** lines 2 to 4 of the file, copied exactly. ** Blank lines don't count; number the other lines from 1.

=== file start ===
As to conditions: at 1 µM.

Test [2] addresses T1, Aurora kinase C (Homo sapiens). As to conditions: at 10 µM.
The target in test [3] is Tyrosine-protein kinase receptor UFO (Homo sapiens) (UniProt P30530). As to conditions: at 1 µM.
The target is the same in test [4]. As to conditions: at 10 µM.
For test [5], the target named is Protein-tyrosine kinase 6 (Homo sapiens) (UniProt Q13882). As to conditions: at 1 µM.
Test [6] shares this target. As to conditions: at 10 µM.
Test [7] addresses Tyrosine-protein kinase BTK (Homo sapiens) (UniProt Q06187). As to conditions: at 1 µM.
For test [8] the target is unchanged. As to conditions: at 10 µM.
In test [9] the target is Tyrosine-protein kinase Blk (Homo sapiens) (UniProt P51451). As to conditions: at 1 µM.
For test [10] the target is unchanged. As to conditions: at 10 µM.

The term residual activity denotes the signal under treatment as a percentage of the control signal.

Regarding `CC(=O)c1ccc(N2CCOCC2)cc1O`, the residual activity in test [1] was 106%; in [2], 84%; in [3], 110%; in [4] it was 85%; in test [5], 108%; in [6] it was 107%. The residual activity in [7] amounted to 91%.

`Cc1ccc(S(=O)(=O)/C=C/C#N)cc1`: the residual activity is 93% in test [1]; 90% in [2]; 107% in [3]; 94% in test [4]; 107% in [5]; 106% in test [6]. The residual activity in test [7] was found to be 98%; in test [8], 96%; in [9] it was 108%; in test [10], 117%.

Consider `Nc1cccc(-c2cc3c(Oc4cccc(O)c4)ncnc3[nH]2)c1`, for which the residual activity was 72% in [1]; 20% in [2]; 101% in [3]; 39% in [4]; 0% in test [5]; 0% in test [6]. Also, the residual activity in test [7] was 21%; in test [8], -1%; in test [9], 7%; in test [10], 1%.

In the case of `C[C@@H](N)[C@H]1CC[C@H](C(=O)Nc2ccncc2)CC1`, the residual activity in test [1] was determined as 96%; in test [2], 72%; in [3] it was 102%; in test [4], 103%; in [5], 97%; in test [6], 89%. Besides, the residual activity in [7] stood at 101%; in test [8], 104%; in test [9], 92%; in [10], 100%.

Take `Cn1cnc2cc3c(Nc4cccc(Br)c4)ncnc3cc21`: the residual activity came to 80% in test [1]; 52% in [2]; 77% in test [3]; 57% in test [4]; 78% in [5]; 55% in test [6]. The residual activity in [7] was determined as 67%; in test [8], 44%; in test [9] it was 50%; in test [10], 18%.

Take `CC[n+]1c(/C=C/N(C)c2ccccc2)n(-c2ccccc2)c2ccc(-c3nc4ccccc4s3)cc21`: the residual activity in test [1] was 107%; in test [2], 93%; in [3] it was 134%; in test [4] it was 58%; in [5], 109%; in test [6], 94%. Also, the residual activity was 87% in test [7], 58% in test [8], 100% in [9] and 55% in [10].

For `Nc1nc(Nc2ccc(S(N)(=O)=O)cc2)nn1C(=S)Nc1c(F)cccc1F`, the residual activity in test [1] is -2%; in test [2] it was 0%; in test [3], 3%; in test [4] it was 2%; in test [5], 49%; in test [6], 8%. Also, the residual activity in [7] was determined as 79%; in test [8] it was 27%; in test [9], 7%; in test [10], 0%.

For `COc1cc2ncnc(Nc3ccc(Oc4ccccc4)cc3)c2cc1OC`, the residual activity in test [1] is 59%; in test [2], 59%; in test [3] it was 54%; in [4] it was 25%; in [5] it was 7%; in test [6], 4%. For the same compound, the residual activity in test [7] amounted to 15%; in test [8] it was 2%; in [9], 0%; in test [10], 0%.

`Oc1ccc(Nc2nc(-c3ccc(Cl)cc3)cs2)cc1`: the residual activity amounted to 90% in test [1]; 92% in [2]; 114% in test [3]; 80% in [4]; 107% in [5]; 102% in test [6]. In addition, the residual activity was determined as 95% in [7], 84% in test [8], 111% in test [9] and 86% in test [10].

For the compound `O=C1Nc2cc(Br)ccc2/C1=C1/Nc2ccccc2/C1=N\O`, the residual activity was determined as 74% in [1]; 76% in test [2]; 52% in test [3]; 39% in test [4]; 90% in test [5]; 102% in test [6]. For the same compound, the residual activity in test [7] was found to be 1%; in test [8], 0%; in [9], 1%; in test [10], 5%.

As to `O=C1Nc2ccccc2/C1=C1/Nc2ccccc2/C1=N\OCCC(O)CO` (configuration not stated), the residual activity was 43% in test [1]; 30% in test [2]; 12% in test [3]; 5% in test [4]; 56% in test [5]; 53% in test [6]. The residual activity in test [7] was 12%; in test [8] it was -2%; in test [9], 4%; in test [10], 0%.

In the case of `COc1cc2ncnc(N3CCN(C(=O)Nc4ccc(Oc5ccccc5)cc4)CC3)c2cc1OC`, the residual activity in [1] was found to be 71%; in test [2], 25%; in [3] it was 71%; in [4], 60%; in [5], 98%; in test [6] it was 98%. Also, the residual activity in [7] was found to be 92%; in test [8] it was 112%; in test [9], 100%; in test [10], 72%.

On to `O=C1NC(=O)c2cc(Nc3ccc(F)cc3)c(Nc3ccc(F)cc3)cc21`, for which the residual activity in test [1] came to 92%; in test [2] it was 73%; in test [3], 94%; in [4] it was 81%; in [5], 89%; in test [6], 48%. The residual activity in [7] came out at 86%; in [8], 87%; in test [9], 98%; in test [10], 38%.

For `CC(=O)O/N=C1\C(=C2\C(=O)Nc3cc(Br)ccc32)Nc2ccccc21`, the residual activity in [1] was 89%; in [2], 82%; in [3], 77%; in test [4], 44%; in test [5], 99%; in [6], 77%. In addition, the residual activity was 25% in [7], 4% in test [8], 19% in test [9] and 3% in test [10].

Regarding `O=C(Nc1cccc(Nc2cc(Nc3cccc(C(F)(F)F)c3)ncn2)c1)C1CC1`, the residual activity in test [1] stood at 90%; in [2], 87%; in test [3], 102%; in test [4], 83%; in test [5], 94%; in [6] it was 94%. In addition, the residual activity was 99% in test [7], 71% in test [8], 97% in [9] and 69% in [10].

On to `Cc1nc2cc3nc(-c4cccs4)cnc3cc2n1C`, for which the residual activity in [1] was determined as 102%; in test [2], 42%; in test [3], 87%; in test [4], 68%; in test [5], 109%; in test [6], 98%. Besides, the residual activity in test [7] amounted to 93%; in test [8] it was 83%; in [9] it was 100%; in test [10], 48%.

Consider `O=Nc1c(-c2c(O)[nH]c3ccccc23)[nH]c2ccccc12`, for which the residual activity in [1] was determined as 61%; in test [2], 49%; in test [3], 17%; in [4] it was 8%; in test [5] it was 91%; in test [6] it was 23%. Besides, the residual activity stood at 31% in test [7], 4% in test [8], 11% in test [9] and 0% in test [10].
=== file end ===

Test [2] addresses T1, Aurora kinase C (Homo sapiens). As to conditions: at 10 µM.
The target in test [3] is Tyrosine-protein kinase receptor UFO (Homo sapiens) (UniProt P30530). As to conditions: at 1 µM.
The target is the same in test [4]. As to conditions: at 10 µM.